Dear Uncle Colin,

I have to show that \(-\frac{x}{2} = \ln (\sqrt{1+e^x} – \sqrt{e^x }) + \ln (\sqrt{1+e^{-x}} + 1)\). I can’t get it anywhere near the right form!

– Proof Of It Not Coming – Any Reasonable Explanation?

Hi, POINCARE, and thanks for your message!

That’s a bit of a mess – but with some careful book-keeping, it comes out ok!

Let’s start by combining the logarithms to get \(\ln\br{\br{ \sqrt{1+e^x} – \sqrt{e^x }}\br{\sqrt{1+e^{-x}}+ 1}}\).

Now we have something inside the log-bracket we can expand to get: \(\sqrt{ \br{1+e^{x}} \br{1+e^{-x}} } + \sqrt{1+e^x} – \sqrt{ \br{e^x} \br{1+e^{-x}}} -\sqrt{e^x}\).

That can be expanded still further to get \(\sqrt{2 + e^x + e^{-x}} + \sqrt{1+e^x} – \sqrt{e^x+1} – \sqrt{e^x}\).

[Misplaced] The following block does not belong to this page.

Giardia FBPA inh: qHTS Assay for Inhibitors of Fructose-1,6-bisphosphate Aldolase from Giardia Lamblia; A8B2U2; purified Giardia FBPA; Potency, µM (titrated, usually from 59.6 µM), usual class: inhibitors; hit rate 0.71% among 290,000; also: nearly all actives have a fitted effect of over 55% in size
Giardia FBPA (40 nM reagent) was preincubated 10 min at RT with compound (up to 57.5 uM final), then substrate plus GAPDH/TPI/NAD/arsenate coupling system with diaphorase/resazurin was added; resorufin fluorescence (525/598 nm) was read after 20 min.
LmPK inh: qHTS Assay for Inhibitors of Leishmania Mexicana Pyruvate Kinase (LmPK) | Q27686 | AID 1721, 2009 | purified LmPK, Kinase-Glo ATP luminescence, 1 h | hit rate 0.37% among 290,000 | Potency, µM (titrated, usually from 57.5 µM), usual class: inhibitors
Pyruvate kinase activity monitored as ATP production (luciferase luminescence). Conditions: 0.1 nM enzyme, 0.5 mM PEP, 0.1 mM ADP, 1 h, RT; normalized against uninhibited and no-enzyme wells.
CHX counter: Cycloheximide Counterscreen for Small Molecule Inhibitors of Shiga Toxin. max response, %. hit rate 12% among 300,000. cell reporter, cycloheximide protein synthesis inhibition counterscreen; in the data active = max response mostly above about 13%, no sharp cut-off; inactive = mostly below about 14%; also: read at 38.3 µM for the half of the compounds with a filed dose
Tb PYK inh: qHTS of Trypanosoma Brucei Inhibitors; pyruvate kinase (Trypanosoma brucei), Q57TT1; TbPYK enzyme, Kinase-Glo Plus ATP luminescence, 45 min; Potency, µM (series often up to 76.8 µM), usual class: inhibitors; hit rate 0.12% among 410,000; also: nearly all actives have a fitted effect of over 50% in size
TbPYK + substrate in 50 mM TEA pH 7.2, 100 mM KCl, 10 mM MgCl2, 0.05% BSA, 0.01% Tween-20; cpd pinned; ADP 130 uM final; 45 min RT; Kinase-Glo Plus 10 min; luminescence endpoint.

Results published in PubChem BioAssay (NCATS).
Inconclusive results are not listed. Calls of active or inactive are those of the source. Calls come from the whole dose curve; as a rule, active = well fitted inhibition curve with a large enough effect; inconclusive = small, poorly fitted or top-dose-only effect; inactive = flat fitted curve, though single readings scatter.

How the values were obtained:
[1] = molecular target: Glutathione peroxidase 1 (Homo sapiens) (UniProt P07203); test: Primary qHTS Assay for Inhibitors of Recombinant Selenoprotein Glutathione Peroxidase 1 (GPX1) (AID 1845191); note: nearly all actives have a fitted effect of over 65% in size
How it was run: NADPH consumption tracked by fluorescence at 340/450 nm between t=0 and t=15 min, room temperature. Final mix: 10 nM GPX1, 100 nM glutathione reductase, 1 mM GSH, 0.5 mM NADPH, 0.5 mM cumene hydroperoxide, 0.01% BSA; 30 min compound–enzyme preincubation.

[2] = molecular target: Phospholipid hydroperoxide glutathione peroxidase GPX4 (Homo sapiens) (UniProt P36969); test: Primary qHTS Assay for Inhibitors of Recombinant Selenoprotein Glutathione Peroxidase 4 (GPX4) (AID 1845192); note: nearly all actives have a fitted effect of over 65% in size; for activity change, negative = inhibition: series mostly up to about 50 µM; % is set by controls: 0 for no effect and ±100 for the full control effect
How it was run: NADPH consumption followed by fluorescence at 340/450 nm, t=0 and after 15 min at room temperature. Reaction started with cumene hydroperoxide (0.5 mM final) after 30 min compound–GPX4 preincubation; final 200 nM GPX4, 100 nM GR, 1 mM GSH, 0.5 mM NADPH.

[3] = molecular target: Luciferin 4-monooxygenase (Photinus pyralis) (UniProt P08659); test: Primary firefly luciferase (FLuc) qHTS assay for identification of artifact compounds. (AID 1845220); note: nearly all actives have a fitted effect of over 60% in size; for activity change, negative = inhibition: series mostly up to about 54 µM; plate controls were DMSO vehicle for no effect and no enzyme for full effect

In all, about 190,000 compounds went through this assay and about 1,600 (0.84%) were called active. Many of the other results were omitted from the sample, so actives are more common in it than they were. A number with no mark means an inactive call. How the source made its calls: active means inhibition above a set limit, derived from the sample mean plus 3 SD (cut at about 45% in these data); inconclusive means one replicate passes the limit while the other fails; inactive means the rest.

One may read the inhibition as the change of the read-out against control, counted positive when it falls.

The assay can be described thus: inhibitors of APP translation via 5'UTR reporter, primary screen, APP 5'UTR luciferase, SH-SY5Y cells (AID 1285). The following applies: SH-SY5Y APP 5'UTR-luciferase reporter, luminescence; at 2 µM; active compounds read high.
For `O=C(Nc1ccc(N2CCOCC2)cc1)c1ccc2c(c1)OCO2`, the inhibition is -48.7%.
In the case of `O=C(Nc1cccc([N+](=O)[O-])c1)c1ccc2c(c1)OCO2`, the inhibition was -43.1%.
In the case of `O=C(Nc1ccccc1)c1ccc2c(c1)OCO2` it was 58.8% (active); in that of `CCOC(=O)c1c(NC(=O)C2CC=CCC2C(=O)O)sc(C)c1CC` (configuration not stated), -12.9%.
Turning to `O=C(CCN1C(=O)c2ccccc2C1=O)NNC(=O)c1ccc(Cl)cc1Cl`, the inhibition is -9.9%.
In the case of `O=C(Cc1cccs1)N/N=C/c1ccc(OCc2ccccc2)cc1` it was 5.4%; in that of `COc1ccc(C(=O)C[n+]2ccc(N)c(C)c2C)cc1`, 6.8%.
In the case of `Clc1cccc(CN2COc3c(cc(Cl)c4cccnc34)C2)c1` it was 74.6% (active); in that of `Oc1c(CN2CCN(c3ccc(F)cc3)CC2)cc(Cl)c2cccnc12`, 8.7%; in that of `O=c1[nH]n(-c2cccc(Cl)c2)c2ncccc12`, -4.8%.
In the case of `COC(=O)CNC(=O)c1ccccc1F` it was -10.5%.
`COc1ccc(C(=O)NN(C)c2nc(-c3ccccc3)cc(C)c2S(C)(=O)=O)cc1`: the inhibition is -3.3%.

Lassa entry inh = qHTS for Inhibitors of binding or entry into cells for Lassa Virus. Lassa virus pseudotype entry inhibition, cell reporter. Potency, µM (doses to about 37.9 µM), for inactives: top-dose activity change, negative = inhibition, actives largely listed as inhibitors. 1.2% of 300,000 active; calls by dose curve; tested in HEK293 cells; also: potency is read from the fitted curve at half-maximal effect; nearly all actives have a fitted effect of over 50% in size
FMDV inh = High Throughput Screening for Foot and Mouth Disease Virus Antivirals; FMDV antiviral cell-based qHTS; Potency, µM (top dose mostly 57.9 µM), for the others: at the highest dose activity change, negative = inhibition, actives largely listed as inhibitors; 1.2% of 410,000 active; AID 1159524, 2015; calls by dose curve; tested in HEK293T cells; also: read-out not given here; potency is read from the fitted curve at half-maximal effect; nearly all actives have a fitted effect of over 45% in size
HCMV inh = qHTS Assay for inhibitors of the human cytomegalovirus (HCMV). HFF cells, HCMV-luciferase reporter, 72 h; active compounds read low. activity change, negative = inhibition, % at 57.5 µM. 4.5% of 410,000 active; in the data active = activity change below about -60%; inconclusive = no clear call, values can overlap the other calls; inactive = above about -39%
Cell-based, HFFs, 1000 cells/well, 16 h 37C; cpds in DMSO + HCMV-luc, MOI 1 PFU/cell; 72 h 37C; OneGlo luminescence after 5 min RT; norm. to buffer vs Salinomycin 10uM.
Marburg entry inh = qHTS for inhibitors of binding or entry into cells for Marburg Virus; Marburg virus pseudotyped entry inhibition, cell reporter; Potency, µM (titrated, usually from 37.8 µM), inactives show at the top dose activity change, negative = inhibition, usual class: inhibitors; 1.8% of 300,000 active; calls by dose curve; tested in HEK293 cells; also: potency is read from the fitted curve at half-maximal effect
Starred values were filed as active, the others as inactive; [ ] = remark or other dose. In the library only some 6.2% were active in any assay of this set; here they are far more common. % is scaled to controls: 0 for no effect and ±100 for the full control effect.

Those two middle terms are equal and opposite, so the log-bracket is now \(\sqrt{e^x + 2 + e^{-x}} – \sqrt{e^x}\).

I can rewrite that first square root by taking a ‘factor’ of \(\sqrt{e^x}\) out, to make the whole bracket \(\sqrt{\br{e^x}\br{1 + 2e^{-x} + e^{-2x}}} – \sqrt{e^x}\). Why do such a thing? It makes the second bracket in the first square root is \(\br{1+e^{-x}}^2\) – so the whole bracket is \(\sqrt{e^x} \br{1 + e^{-x}} – \sqrt{e^x}\).

Aha! That now becomes \(\sqrt{e^x} + e^{-\frac{1}{2}x} – \sqrt{e^x}\), or \(e^{-\frac{1}{2}x}\) – and it’s all over bar the logging!

The entire right-hand side is \(\ln\br{ e^{-\frac{1}{2}x}}\), which is \(-\frac{1}{2}x\), as required. \(\blacksquare\)

Hope that helps!

– Uncle Colin

## Colin

Colin is a Weymouth maths tutor, author of several Maths For Dummies books and A-level maths guides. He started Flying Colours Maths in 2008.
He lives with an espresso pot and nothing to prove.

## Mark Thornber

If you take a factor of sqrt(e^x) from the first term the two brackets become a difference of two squares and it drops out in a couple of nice lines!

## Colin

That’s very neat! Thanks for sharing it ðŸ™‚